Friday, July 28, 2006

Dreamed last night that I was riding a bicycle and Bogie was running alongside. A sweet visitation. I picked up his ashes from the vet hospital yesterday. They are startlingly white, wrapped in plastic and then encased in a small wooden box. About one pound total. We're going to scatter them this weekend with some friends.

Grief changes what I want from poetry. The mystic strain that I'm usually both repelled and fascinated by suddenly speaks to me more clearly, even pragmatically: Duncan, Rilke. The elegy-world (Rilke's "Welt aus Klage"), search for consolation. Of course mourning a dog is simpler and in some ways sharper than mourning for a person. The relationship is much purer, or at least so it appears to the human being. We don't know what dogs truly feel—we just hurl ourselves into a good guess. Leaving behind: me, wag.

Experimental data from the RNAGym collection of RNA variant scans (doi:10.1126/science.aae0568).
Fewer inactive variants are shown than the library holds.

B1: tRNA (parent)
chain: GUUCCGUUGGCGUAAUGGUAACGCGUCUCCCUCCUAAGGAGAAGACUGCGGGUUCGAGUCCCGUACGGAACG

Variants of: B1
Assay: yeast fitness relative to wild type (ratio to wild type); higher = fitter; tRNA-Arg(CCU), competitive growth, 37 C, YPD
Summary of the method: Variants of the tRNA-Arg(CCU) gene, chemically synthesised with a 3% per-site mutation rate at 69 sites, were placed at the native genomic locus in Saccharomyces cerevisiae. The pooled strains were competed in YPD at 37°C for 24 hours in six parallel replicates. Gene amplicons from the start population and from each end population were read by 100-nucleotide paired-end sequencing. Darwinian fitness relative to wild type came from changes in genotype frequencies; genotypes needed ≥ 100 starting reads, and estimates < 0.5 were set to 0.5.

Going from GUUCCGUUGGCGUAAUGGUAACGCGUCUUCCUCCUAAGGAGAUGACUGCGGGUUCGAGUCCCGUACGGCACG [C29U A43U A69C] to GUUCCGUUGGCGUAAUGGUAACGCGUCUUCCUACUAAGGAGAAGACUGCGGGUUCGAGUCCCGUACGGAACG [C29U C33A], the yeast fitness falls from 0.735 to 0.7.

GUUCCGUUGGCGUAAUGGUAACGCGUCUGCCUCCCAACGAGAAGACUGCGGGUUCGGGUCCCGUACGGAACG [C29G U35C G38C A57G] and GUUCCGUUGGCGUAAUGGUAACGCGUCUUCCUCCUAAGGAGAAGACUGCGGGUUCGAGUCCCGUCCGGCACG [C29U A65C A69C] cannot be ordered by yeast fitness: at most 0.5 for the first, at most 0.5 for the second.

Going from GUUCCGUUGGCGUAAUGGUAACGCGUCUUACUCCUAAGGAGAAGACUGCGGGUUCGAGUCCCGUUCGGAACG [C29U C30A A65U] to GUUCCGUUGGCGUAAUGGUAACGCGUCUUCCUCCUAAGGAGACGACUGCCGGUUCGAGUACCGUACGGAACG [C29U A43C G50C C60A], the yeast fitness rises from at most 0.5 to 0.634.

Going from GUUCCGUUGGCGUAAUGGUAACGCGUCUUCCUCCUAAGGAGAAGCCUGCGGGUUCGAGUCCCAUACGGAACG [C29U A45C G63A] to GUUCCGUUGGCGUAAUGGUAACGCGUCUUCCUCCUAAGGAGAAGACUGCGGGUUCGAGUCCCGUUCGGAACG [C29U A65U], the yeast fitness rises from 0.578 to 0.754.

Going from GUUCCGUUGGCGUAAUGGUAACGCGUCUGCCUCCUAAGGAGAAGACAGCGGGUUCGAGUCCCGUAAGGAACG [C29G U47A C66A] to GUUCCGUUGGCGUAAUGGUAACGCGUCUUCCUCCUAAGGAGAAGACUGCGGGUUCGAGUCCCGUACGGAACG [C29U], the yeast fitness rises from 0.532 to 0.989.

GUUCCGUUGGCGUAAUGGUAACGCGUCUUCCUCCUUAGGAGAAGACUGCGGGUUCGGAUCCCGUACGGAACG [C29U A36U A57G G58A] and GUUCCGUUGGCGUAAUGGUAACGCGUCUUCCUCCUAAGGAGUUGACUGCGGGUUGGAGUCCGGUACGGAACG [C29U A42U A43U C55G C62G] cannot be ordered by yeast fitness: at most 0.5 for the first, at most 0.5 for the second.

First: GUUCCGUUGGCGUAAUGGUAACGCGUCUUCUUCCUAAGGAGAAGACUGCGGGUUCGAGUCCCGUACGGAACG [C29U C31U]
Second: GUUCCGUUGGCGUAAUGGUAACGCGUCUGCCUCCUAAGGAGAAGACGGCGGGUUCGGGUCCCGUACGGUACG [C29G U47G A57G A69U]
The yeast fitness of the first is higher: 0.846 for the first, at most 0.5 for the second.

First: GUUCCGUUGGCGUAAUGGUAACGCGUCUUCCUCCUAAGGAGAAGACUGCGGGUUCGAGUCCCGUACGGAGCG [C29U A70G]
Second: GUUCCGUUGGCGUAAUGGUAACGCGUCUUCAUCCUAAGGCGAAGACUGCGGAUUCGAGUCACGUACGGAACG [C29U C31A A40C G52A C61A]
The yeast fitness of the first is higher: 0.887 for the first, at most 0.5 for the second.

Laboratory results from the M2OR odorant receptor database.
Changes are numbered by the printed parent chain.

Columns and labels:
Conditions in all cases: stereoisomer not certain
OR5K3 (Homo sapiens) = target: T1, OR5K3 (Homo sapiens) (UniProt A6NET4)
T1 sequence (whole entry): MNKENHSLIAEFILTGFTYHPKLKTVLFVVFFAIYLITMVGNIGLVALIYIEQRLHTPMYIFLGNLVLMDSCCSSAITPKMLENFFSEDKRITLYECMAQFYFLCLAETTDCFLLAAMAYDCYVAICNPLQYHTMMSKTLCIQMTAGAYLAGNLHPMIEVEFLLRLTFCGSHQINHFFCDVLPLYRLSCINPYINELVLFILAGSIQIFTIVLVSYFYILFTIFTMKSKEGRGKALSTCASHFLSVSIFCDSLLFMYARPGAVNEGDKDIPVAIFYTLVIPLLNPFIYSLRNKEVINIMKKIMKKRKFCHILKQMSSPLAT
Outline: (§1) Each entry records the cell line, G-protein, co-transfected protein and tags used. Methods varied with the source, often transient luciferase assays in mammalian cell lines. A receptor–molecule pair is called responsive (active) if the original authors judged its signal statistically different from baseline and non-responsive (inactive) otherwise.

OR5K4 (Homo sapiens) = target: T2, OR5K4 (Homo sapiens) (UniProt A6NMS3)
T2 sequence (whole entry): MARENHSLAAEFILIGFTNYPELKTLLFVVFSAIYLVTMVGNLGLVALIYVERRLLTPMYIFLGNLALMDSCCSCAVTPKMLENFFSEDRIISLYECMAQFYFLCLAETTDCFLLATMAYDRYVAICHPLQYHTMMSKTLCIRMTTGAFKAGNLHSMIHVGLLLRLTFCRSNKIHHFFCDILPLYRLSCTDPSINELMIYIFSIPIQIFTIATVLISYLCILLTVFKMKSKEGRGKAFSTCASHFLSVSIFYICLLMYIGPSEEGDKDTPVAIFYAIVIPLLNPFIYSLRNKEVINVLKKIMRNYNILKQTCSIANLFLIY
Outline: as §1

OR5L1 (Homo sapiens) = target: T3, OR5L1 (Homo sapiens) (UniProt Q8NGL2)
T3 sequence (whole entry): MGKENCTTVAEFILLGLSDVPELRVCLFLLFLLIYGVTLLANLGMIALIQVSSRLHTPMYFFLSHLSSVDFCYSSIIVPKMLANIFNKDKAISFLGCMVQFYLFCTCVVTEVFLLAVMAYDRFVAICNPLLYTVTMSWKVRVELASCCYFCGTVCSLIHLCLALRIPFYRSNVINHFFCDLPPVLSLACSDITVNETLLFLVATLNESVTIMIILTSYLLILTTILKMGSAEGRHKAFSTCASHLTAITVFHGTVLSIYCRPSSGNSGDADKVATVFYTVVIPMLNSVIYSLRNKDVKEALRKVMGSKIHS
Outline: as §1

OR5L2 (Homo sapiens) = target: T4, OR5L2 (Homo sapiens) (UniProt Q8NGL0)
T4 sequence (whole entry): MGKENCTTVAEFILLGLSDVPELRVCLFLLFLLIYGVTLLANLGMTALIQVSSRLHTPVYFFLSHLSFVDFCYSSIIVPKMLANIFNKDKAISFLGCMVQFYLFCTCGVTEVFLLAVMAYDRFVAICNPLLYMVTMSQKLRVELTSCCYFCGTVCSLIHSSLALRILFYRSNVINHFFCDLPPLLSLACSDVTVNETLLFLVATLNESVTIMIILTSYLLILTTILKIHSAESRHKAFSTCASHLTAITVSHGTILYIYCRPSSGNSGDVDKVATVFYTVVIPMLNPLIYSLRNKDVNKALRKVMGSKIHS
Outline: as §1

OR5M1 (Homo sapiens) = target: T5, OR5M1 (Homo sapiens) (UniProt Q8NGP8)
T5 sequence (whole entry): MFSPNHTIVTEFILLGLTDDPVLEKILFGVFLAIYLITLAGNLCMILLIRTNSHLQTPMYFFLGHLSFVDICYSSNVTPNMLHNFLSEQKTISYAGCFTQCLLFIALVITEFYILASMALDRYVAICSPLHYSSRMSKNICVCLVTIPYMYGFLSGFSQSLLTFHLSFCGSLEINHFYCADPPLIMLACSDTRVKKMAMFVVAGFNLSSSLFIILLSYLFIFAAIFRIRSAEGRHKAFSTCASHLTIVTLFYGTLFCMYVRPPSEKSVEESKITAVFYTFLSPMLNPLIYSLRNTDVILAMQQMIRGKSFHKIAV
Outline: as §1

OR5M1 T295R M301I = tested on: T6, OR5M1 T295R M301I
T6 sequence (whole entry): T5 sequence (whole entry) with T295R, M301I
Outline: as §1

Change of content. Like Gabe (linked to above), I felt Juliana Spahr's This Connection of Everyone with Lungs portended some kind of sea-change; yet I tried to assimilate it into my idea of "social formalism." Not entirely unvaluable, but beside the point if Gabe is right that we need to think content in a new, "fully ethical" way and to stop fetishizing aesthetic forms. Forms are the hard thing we need to articulate the soft, but isn't the soft the goal? Vertebrate vs. invertebrate. I'm going to be looking now for poems that enlarge inner horizons, or that make useful contact between inner and outer. I'll let you know what I find.

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